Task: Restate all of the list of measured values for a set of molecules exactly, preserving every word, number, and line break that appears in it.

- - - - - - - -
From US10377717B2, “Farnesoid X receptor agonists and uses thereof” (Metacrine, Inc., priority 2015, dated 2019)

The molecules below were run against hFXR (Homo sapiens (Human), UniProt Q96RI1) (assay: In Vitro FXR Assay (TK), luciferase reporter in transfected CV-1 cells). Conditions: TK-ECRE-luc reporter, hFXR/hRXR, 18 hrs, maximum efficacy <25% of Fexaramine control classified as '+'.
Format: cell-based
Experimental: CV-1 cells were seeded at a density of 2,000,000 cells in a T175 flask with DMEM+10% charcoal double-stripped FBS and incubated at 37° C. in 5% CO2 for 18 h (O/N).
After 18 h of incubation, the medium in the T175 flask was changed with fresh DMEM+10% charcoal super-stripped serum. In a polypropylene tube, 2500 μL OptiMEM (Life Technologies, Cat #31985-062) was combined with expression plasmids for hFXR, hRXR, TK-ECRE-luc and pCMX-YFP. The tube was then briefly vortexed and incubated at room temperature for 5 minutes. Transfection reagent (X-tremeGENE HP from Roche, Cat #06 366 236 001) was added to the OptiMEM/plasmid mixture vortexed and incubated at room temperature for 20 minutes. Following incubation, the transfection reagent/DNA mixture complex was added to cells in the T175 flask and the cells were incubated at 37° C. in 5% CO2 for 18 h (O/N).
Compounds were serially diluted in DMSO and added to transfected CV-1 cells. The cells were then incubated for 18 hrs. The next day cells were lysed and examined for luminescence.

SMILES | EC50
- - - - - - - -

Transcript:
From US10377717B2, “Farnesoid X receptor agonists and uses thereof” (Metacrine, Inc., priority 2015, dated 2019)

The molecules below were run against hFXR (Homo sapiens (Human), UniProt Q96RI1) (assay: In Vitro FXR Assay (TK), luciferase reporter in transfected CV-1 cells). Conditions: TK-ECRE-luc reporter, hFXR/hRXR, 18 hrs, maximum efficacy <25% of Fexaramine control classified as '+'.
Format: cell-based
Experimental: CV-1 cells were seeded at a density of 2,000,000 cells in a T175 flask with DMEM+10% charcoal double-stripped FBS and incubated at 37° C. in 5% CO2 for 18 h (O/N).
After 18 h of incubation, the medium in the T175 flask was changed with fresh DMEM+10% charcoal super-stripped serum. In a polypropylene tube, 2500 μL OptiMEM (Life Technologies, Cat #31985-062) was combined with expression plasmids for hFXR, hRXR, TK-ECRE-luc and pCMX-YFP. The tube was then briefly vortexed and incubated at room temperature for 5 minutes. Transfection reagent (X-tremeGENE HP from Roche, Cat #06 366 236 001) was added to the OptiMEM/plasmid mixture vortexed and incubated at room temperature for 20 minutes. Following incubation, the transfection reagent/DNA mixture complex was added to cells in the T175 flask and the cells were incubated at 37° C. in 5% CO2 for 18 h (O/N).
Compounds were serially diluted in DMSO and added to transfected CV-1 cells. The cells were then incubated for 18 hrs. The next day cells were lysed and examined for luminescence.

SMILES | EC50